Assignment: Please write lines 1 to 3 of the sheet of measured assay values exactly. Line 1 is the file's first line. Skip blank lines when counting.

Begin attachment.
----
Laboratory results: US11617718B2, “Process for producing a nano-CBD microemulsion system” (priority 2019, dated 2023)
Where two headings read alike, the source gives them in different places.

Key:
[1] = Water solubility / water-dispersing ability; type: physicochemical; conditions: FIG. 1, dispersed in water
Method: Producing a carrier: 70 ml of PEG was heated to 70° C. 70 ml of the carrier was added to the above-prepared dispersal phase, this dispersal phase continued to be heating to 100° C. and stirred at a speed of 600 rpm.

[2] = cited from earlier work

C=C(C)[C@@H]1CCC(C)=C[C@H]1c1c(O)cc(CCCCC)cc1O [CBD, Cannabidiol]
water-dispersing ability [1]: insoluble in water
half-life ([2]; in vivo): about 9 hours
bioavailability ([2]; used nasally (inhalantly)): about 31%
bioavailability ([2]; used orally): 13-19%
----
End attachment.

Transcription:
Laboratory results: US11617718B2, “Process for producing a nano-CBD microemulsion system” (priority 2019, dated 2023)
Where two headings read alike, the source gives them in different places.

Key: